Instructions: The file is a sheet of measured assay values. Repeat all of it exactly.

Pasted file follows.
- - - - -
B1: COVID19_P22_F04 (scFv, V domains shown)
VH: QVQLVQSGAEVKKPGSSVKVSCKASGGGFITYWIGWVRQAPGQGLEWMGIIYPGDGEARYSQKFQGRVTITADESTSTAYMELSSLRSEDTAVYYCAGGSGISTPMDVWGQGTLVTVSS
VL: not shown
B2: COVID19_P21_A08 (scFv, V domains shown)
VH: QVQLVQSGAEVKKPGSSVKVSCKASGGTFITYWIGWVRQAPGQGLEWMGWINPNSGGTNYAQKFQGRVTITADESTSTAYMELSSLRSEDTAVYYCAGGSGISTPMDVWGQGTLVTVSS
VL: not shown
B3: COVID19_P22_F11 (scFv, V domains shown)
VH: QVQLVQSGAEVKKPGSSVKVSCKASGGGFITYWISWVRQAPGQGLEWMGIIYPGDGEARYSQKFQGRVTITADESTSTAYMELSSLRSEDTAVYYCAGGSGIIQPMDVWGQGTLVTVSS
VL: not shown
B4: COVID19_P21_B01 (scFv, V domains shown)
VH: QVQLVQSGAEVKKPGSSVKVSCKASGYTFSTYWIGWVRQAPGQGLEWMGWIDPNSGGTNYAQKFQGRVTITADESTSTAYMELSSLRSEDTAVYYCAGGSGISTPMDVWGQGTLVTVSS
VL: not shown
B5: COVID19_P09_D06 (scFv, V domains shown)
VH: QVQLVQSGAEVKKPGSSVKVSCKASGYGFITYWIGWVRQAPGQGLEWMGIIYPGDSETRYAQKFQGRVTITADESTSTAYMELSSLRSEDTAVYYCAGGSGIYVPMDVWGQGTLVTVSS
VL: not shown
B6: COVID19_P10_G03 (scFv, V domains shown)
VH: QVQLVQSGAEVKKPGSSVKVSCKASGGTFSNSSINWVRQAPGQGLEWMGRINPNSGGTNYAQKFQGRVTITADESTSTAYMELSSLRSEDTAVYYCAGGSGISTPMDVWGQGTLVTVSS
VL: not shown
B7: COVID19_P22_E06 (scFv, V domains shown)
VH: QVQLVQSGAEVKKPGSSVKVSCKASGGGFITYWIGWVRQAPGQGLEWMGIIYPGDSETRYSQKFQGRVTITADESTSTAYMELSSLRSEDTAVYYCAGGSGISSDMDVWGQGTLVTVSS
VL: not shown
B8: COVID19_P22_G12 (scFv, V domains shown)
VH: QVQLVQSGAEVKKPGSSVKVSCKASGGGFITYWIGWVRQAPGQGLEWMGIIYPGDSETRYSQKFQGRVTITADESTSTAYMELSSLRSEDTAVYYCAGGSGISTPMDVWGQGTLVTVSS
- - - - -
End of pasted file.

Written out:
B1: COVID19_P22_F04 (scFv, V domains shown)
VH: QVQLVQSGAEVKKPGSSVKVSCKASGGGFITYWIGWVRQAPGQGLEWMGIIYPGDGEARYSQKFQGRVTITADESTSTAYMELSSLRSEDTAVYYCAGGSGISTPMDVWGQGTLVTVSS
VL: not shown
B2: COVID19_P21_A08 (scFv, V domains shown)
VH: QVQLVQSGAEVKKPGSSVKVSCKASGGTFITYWIGWVRQAPGQGLEWMGWINPNSGGTNYAQKFQGRVTITADESTSTAYMELSSLRSEDTAVYYCAGGSGISTPMDVWGQGTLVTVSS
VL: not shown
B3: COVID19_P22_F11 (scFv, V domains shown)
VH: QVQLVQSGAEVKKPGSSVKVSCKASGGGFITYWISWVRQAPGQGLEWMGIIYPGDGEARYSQKFQGRVTITADESTSTAYMELSSLRSEDTAVYYCAGGSGIIQPMDVWGQGTLVTVSS
VL: not shown
B4: COVID19_P21_B01 (scFv, V domains shown)
VH: QVQLVQSGAEVKKPGSSVKVSCKASGYTFSTYWIGWVRQAPGQGLEWMGWIDPNSGGTNYAQKFQGRVTITADESTSTAYMELSSLRSEDTAVYYCAGGSGISTPMDVWGQGTLVTVSS
VL: not shown
B5: COVID19_P09_D06 (scFv, V domains shown)
VH: QVQLVQSGAEVKKPGSSVKVSCKASGYGFITYWIGWVRQAPGQGLEWMGIIYPGDSETRYAQKFQGRVTITADESTSTAYMELSSLRSEDTAVYYCAGGSGIYVPMDVWGQGTLVTVSS
VL: not shown
B6: COVID19_P10_G03 (scFv, V domains shown)
VH: QVQLVQSGAEVKKPGSSVKVSCKASGGTFSNSSINWVRQAPGQGLEWMGRINPNSGGTNYAQKFQGRVTITADESTSTAYMELSSLRSEDTAVYYCAGGSGISTPMDVWGQGTLVTVSS
VL: not shown
B7: COVID19_P22_E06 (scFv, V domains shown)
VH: QVQLVQSGAEVKKPGSSVKVSCKASGGGFITYWIGWVRQAPGQGLEWMGIIYPGDSETRYSQKFQGRVTITADESTSTAYMELSSLRSEDTAVYYCAGGSGISSDMDVWGQGTLVTVSS
VL: not shown
B8: COVID19_P22_G12 (scFv, V domains shown)
VH: QVQLVQSGAEVKKPGSSVKVSCKASGGGFITYWIGWVRQAPGQGLEWMGIIYPGDSETRYSQKFQGRVTITADESTSTAYMELSSLRSEDTAVYYCAGGSGISTPMDVWGQGTLVTVSS